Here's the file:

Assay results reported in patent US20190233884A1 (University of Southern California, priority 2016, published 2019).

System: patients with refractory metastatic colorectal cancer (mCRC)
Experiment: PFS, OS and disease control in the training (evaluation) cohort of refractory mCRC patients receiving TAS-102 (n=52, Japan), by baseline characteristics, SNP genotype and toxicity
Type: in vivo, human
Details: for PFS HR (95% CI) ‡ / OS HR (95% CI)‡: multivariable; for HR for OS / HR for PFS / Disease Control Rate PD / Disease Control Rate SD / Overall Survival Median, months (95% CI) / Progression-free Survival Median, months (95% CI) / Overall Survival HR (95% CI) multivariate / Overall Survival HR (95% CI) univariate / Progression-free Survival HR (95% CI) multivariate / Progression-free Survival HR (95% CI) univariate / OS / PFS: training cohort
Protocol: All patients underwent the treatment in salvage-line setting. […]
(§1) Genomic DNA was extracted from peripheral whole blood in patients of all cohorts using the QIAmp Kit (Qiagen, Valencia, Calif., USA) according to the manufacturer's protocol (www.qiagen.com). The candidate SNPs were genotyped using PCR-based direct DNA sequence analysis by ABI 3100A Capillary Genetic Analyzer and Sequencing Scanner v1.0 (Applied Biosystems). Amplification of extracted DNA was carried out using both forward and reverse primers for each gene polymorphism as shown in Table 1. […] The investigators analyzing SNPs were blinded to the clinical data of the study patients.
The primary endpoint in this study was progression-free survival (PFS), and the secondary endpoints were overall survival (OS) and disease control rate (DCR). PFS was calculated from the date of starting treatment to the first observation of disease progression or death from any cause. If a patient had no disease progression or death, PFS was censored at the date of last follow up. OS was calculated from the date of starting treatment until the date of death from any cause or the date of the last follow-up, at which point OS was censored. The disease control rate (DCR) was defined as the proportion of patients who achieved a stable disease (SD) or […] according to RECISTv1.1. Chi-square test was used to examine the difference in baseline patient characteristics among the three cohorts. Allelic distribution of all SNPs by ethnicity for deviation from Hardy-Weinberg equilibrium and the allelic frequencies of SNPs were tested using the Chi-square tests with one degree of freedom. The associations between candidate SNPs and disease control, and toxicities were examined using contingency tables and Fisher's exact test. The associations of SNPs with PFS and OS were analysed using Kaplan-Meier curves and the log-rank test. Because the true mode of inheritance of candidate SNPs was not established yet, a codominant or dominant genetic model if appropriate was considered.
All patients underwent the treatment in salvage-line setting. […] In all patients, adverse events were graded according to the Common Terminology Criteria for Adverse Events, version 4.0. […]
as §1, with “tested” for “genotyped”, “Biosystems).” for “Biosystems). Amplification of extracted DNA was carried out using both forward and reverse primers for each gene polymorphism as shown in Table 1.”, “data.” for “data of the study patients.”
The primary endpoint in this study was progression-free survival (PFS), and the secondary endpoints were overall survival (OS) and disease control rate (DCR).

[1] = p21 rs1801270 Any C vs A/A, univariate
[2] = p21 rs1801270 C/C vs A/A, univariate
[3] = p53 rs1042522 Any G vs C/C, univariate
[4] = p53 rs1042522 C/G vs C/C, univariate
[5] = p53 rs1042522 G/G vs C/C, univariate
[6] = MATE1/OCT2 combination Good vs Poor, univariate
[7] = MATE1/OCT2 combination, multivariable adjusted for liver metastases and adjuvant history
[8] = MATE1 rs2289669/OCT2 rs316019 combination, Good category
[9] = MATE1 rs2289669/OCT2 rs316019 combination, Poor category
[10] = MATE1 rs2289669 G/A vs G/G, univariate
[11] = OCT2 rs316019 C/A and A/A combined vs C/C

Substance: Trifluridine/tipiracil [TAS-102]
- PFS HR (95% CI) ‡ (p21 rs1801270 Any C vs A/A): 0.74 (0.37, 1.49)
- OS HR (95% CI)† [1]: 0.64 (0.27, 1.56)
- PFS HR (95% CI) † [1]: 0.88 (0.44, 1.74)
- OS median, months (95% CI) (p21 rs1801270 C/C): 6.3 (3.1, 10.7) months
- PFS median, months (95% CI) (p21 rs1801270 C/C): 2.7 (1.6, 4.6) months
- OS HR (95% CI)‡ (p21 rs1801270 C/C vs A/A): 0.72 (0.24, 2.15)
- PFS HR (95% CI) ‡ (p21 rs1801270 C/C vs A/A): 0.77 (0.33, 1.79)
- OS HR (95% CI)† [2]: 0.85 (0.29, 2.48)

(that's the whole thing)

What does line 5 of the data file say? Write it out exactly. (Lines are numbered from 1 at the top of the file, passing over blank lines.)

Details: for PFS HR (95% CI) ‡ / OS HR (95% CI)‡: multivariable; for HR for OS / HR for PFS / Disease Control Rate PD / Disease Control Rate SD / Overall Survival Median, months (95% CI) / Progression-free Survival Median, months (95% CI) / Overall Survival HR (95% CI) multivariate / Overall Survival HR (95% CI) univariate / Progression-free Survival HR (95% CI) multivariate / Progression-free Survival HR (95% CI) univariate / OS / PFS: training cohort